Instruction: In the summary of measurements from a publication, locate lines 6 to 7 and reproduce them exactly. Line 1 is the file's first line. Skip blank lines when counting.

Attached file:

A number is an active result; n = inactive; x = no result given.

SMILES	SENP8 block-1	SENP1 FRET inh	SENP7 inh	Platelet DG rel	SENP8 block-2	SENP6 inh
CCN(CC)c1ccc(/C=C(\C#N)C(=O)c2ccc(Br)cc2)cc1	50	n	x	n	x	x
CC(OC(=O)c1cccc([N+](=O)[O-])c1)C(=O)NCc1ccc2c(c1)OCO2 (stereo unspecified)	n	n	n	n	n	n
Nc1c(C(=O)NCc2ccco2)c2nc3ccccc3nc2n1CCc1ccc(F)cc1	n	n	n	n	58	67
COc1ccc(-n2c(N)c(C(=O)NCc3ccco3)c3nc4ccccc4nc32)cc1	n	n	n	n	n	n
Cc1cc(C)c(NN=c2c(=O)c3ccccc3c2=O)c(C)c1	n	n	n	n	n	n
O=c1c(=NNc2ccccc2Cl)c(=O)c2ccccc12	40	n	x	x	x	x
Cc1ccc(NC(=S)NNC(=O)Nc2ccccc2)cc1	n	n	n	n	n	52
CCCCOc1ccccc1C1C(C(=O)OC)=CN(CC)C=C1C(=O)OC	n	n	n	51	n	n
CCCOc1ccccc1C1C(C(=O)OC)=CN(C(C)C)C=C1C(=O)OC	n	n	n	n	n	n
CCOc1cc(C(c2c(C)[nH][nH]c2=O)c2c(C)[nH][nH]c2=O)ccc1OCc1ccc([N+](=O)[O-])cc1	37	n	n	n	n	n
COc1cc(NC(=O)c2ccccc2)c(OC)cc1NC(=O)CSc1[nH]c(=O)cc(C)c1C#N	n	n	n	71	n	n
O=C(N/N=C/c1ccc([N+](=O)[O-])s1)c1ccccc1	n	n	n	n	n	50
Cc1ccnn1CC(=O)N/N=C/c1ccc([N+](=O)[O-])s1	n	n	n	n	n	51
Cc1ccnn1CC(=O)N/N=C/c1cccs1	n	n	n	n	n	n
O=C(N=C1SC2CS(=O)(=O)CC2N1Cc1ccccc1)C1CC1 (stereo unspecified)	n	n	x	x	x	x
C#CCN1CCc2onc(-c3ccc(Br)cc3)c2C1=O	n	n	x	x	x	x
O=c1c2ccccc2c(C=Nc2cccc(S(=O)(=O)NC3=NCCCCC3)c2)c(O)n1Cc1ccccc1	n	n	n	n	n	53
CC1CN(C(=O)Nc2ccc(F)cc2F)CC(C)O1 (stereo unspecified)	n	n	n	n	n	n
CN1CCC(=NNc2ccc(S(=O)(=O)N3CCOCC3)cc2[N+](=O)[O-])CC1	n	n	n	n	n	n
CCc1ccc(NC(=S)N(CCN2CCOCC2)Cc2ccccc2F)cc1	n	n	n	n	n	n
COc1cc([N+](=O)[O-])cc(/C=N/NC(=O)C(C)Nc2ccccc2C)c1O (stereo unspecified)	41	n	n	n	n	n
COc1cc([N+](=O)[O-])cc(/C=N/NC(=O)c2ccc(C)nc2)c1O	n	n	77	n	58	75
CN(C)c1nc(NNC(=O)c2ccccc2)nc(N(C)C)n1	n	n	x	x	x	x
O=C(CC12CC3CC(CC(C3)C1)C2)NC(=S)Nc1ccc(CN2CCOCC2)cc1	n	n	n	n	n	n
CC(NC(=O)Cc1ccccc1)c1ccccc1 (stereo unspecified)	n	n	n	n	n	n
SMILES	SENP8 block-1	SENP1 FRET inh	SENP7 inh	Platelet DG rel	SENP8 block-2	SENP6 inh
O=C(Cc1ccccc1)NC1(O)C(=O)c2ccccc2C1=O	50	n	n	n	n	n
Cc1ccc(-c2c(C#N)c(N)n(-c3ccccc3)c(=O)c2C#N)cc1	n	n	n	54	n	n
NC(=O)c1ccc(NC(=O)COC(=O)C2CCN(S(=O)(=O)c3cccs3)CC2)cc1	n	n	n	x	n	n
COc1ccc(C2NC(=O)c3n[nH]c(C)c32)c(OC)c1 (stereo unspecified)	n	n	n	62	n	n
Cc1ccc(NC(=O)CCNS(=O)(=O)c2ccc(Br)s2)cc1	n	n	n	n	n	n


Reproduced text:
COc1ccc(-n2c(N)c(C(=O)NCc3ccco3)c3nc4ccccc4nc32)cc1	n	n	n	n	n	n
Cc1cc(C)c(NN=c2c(=O)c3ccccc3c2=O)c(C)c1	n	n	n	n	n	n